By MELODIE WARNER
Hess Corp. HES +3.18% agreed to sell its energy-marketing business for about $1.03 billion to Direct Energy, Centrica CNA.LN +2.13% PLC’s North American unit, as part of its plan to exit the downstream business.
Hess has been shedding assets to fund drilling-and-exploration efforts as it struggles with lackluster profits and a shareholder revolt. The New York oil-and-gas producer agreed in April to sell its stake in a Russian subsidiary to OAO Lukoil LUKOY -1.17% for $1.8 billion.
The energy marketing business supplies natural gas and electricity to 23,000 customers in the eastern half of the U.S.
Hess said the energy marketing sale raises its total divestitures so far this year to $4.5 billion.
Hess has used proceeds from its prior asset sales to repay $2.4 billion of debt. The company said it will use the funds from the latest sale to buy back stock under its existing $4 billion share repurchase authorization.
Hess has been battling criticism from dissident investor Elliott Management Corp., which has aimed to elect five board members. The hedge fund, which controls 4.4% of Hess’s shares, also wants to split Hess into two companies in a bid to boost the stock’s performance. Hess had offered to appoint two directors nominated by Elliott if the shareholder withdrew its five nominees to the board, but Elliott rejected the offer in May.
Hess reported in April its first-quarter earnings more than doubled on gains from asset sales, while revenue jumped 39% despite lower production.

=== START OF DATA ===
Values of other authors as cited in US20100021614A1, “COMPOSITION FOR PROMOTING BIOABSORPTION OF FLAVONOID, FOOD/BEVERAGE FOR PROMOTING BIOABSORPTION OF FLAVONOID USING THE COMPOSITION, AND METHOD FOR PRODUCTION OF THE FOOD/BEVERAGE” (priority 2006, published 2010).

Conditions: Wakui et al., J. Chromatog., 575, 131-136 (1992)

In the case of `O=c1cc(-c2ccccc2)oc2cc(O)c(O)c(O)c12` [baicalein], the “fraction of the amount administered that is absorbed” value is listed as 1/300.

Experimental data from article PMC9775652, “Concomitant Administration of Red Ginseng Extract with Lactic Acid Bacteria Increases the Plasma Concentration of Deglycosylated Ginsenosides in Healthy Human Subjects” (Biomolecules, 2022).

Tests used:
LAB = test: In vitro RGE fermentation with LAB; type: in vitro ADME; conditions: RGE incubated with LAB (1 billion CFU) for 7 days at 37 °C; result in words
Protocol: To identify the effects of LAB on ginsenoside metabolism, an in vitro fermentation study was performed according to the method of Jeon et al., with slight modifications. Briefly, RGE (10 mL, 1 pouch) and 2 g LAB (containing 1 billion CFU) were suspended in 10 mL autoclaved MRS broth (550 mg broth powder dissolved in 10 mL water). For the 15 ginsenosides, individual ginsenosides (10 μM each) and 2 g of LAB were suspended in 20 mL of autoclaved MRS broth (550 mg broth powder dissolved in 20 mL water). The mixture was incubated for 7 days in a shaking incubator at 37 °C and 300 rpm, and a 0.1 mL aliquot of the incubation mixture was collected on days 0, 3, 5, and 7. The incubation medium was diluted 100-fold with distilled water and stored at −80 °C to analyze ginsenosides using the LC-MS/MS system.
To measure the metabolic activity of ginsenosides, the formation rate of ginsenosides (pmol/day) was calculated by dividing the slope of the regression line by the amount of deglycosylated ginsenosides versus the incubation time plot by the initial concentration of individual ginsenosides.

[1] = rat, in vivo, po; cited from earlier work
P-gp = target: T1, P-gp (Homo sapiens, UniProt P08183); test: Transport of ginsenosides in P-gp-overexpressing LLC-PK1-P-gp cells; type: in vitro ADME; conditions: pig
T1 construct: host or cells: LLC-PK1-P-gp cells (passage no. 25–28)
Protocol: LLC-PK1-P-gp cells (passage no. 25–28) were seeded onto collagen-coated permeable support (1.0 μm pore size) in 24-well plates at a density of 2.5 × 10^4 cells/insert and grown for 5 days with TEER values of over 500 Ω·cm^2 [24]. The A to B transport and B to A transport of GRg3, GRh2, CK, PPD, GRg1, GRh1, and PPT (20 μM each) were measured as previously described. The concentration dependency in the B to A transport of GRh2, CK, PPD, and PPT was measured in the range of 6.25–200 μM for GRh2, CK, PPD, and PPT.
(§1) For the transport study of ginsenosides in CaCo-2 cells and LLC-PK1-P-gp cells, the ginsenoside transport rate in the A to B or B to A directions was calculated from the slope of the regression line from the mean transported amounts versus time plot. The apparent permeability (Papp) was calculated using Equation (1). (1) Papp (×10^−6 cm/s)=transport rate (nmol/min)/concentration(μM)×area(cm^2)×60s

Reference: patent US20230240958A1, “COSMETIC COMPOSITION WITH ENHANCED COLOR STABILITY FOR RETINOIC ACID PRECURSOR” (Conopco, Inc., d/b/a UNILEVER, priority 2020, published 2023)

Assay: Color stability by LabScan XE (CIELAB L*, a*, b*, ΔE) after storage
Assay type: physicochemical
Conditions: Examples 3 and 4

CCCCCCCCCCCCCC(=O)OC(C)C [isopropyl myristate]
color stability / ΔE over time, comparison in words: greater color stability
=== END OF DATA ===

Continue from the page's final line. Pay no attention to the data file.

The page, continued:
The number of demand response (DR) sites worldwide will reach 21.9 million by 2020, growing from 10.3 million in 2013, finds a new report from Navigant Research.
This year, the report says total load curtailment in the world from DR programs is estimated to be 57,764 MW. By 2020, global load curtailment is expected to reach 140,472 MW at a compound annual growth rate (CAGR) of 13.5%.
Although DR is a relatively mature market in the U.S., the report says DR programs are just getting under way in most other regions, including Europe, Asia Pacific, the Middle East and Africa. In the years ahead, countries in these regions promise to develop robust DR markets with solid growth prospects.
“While the majority of DR sites today are residences located in North America, the technology will expand rapidly to include homes, commercial buildings and industrial facilities in many countries,” says Marianne Hedin, senior research analyst with Navigant Research. “The adoption of automated demand response (ADR) looks especially promising, particularly in Asia Pacific, which will most likely leapfrog less advanced technologies, moving directly to ADR as the market accelerates.”
Both energy demand and reliance on intermittent renewable sources like wind and solar power are growing in many countries. The report says these developments make it necessary for utilities to balance the grid through DR on a continuous basis (frequently second by second) to address constant power fluctuations on the grid. In addition, new technologies (e.g., smart meters) and open standards like OpenADR and Smart Energy Profile 2.0 are opening up new DR opportunities.
For more information about Navigant Research’s report is available here.
Is your company participating in Demand Response programs? Contact Richards Energy Group for more details.